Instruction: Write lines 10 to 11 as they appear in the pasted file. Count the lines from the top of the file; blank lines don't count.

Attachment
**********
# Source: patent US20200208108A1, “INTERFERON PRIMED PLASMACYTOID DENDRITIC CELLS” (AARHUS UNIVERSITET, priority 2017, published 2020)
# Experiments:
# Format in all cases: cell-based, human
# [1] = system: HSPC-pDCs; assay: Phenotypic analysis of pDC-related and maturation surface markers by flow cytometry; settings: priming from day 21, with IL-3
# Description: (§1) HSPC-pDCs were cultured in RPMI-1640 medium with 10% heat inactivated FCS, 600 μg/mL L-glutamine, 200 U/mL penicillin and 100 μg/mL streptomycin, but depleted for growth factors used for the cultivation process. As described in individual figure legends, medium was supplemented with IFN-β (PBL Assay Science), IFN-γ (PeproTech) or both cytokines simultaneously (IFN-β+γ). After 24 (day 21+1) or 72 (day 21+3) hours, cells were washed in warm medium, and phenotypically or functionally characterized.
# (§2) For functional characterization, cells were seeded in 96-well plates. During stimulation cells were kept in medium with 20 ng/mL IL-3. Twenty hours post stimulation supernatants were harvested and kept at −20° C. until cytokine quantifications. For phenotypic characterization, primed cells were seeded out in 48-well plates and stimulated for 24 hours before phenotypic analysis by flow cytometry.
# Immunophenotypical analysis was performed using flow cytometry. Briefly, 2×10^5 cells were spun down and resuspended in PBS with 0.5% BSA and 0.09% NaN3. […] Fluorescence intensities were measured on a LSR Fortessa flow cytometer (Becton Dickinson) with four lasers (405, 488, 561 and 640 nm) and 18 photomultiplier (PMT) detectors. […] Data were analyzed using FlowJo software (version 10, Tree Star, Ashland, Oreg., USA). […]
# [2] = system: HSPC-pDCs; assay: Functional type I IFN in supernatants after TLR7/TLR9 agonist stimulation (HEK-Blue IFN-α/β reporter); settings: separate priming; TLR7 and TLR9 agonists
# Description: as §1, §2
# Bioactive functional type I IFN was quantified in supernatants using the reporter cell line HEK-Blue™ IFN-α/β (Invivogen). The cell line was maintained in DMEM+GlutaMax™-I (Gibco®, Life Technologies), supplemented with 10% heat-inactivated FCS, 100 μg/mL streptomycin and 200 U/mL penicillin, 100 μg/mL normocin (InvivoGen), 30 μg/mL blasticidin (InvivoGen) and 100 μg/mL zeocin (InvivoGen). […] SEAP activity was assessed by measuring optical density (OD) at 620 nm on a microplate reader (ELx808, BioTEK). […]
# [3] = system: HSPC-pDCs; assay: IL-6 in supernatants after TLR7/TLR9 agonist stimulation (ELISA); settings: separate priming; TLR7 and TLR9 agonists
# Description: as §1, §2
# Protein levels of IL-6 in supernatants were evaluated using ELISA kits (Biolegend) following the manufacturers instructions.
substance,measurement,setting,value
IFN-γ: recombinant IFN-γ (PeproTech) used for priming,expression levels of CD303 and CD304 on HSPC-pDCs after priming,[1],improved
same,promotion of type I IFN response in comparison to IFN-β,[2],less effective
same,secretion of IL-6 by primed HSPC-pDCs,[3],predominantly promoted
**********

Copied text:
# Bioactive functional type I IFN was quantified in supernatants using the reporter cell line HEK-Blue™ IFN-α/β (Invivogen). The cell line was maintained in DMEM+GlutaMax™-I (Gibco®, Life Technologies), supplemented with 10% heat-inactivated FCS, 100 μg/mL streptomycin and 200 U/mL penicillin, 100 μg/mL normocin (InvivoGen), 30 μg/mL blasticidin (InvivoGen) and 100 μg/mL zeocin (InvivoGen). […] SEAP activity was assessed by measuring optical density (OD) at 620 nm on a microplate reader (ELx808, BioTEK). […]
# [3] = system: HSPC-pDCs; assay: IL-6 in supernatants after TLR7/TLR9 agonist stimulation (ELISA); settings: separate priming; TLR7 and TLR9 agonists